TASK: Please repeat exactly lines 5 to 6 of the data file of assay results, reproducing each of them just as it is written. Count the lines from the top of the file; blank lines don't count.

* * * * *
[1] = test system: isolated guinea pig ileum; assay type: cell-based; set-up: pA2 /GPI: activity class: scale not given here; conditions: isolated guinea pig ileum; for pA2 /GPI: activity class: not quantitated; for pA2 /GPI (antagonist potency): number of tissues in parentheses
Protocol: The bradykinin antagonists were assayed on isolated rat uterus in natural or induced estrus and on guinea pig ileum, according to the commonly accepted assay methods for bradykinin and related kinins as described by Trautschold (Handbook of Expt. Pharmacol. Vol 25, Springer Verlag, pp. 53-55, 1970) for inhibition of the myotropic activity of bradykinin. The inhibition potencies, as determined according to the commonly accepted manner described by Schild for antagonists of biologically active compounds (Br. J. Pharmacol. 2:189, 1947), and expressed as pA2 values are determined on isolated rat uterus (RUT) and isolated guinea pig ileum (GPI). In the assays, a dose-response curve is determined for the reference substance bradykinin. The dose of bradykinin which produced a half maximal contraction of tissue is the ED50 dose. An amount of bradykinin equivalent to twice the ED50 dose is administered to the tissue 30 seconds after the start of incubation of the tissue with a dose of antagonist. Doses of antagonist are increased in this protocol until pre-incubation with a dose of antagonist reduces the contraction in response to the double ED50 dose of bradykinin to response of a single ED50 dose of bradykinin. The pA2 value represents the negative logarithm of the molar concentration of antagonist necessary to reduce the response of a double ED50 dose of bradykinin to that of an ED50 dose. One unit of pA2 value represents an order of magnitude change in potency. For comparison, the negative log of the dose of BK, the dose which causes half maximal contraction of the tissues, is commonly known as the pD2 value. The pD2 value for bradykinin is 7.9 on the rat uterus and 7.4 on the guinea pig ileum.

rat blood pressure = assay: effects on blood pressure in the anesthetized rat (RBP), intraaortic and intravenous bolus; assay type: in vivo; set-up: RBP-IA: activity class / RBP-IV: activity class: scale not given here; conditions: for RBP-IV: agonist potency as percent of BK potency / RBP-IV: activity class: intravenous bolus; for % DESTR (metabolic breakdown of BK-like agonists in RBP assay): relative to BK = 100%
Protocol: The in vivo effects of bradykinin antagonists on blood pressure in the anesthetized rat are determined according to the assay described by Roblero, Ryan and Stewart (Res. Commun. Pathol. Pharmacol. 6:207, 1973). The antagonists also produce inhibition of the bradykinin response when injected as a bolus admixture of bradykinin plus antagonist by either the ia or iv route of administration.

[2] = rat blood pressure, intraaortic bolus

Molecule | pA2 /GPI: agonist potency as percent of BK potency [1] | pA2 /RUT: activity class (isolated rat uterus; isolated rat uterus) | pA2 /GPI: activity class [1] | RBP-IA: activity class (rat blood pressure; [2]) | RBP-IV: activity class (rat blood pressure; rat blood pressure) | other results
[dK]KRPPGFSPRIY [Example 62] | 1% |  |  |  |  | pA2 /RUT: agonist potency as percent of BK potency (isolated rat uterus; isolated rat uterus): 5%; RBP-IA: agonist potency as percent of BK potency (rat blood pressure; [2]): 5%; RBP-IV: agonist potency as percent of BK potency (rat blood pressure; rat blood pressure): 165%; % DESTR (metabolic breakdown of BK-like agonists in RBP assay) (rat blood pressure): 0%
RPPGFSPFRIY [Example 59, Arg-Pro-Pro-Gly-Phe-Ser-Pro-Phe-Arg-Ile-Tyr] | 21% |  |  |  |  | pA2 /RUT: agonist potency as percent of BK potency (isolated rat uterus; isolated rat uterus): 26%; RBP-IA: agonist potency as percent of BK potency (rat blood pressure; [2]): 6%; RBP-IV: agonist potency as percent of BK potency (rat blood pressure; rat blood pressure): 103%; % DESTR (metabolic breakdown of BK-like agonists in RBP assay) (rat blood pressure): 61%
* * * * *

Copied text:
[2] = rat blood pressure, intraaortic bolus

Molecule | pA2 /GPI: agonist potency as percent of BK potency [1] | pA2 /RUT: activity class (isolated rat uterus; isolated rat uterus) | pA2 /GPI: activity class [1] | RBP-IA: activity class (rat blood pressure; [2]) | RBP-IV: activity class (rat blood pressure; rat blood pressure) | other results